Note: Urine containing more than 2% sugar using the 5-drop method or more than 5% sugar using the 2-drop method may cause a very rapid color change during the boiling and 15-second waiting period. Observe the solution closely during this time to detect “pass-through” color changes. Should these occur, the color will pass rapidly through bright orange to a dark brown or greenish brown. In this case, report the result as over 2% sugar if using the 5-Drop Method or as over 5% sugar if using the 2-Drop Method, and do not compare final color to Color Chart.

VI. Quality Control

A. Reagents

Quantimetrix Normal and Abnormal level. Prepared from normal human urine to which is added predetermined amounts of chemicals. Liquid, ready-to-use.

B. Storage and Stability

Stable until expiration date stated on label, when stored between 2° and 8°C. Controls may be stored at room temperature for up to one month. Label controls with date opened and room temperature expiration date. DO NOT FREEZE.

C. Procedure

1. On initial use, remove the control from the refrigerator and allow to reach room temperature prior to testing.

2. Remove cap and invert bottle, dispense control into a test tube.

3. Wipe off dropper tips and recap controls.

4. Use urine control as you would patient specimen, according to procedure above for the standard 5-Drop Method.

5. Record results on the Quality Control Log Sheet.

D. Frequency

Two levels of quality control (normal and abnormal) should be run every day of patient testing. Controls should also be run whenever a new bottle of Clinitest tablets is opened.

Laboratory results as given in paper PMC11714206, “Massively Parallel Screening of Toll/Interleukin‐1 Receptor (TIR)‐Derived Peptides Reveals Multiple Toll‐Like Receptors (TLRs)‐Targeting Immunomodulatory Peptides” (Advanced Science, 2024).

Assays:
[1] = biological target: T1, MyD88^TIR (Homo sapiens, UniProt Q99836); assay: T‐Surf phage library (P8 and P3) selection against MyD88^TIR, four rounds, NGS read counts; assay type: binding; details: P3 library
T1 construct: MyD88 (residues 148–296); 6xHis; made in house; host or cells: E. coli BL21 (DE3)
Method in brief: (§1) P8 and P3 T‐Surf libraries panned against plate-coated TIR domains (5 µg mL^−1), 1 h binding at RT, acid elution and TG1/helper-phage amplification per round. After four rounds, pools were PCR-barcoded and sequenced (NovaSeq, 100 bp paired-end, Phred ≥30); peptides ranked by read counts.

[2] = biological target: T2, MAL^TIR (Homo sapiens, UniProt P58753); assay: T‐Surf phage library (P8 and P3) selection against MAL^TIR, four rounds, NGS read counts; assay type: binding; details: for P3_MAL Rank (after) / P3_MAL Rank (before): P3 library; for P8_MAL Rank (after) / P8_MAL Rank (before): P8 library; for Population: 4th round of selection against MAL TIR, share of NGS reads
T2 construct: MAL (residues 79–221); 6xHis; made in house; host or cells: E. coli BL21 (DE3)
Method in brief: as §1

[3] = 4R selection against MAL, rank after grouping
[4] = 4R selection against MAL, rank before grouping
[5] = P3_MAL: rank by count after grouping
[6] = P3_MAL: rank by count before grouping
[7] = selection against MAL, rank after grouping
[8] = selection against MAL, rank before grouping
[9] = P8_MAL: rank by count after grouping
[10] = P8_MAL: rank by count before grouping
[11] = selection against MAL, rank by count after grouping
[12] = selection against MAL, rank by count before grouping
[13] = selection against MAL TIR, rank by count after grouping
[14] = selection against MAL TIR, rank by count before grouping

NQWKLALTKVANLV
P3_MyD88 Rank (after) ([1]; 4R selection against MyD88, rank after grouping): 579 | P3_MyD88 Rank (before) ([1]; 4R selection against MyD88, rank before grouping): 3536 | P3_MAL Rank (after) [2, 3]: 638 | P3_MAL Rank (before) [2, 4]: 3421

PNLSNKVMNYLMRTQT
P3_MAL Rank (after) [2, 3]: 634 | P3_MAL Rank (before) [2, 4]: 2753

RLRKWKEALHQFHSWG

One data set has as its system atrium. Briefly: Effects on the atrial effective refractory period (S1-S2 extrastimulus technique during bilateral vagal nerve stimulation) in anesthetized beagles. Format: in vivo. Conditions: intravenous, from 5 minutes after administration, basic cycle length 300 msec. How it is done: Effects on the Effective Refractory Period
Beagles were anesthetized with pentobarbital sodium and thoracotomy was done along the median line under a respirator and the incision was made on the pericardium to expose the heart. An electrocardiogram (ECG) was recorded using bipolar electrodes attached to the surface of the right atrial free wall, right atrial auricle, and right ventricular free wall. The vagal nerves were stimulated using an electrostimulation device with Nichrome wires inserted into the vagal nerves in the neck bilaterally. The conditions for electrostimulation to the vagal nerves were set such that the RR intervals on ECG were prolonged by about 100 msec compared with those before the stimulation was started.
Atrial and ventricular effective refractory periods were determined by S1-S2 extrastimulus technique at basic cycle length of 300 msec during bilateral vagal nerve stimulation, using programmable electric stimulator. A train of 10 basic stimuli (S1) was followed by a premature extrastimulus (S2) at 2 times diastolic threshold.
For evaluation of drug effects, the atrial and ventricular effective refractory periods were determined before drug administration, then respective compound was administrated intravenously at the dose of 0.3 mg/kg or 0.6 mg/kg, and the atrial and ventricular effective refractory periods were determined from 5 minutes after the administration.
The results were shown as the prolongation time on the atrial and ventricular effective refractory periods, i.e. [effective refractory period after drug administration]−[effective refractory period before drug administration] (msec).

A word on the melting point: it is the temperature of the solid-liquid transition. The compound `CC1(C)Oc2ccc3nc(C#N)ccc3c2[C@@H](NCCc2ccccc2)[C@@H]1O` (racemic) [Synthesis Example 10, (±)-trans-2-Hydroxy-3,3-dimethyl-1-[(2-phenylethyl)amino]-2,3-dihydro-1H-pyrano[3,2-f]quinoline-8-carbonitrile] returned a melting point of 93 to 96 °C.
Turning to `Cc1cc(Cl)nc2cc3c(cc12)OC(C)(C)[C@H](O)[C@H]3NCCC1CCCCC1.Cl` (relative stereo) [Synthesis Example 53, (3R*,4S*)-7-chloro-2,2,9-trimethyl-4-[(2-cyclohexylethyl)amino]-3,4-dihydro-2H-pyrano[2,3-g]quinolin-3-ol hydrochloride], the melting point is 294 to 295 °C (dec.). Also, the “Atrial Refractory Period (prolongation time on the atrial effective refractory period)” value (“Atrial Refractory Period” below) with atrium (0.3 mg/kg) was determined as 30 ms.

E. Results

Expected values are listed on the Quality Control Log sheet. If controls are not within acceptable limits the following steps should be taken:

1. Check expiration dates of controls and reagent tablets.

2. Repeat procedure with fresh control. If test within range, discard old control.

3. If still out-of-range, open new bottle of Clinitest tablets and repeat test. If test within range, discard bottle of reagent that yielded out-of-control values.

4. If still out of range, contact Point-of-Care Medical Technologist at pager# 4431 or ext. 4431 for further assistance.

5. Do not use Clinitest tablets for patient testing if the Quality Control results are out of range. Send sample down to the Laboratory for analysis.

VII. Results

Clinitest should give negative results with urine specimens from healthy subjects.

Sensitivity: this test will be positive when glucose or other reducing substances are in concentrations as low as 1/4 % (.25 g/dL)

Positive results should be confirmed by the laboratory and reported to the physician immediately.

Critical Values are up to the assessment of the physician.

VIII. Limitations

§ Clinitest is not specific for glucose; will react with sufficient quantities of any reducing substance.

§ Low specific gravity urines containing glucose may give slightly elevated results.

§ The metabolites of some sulfa drugs and methapyriline compounds may interfere with the sensitivity of Clinitest 2-Drop Method. These substances are not known to interfere at glucose levels of 1/2% or higher.

§ High protein concentrations extend boiling time, increase foaming and may make visual comparison difficult.

§ The presence of X-Ray contrast media in urine may produce reduced glucose results and false-negative results.

IX. Competency Checks

Competency checks are performed during MYR yearly by the POC Medical Technologist or a validated nurse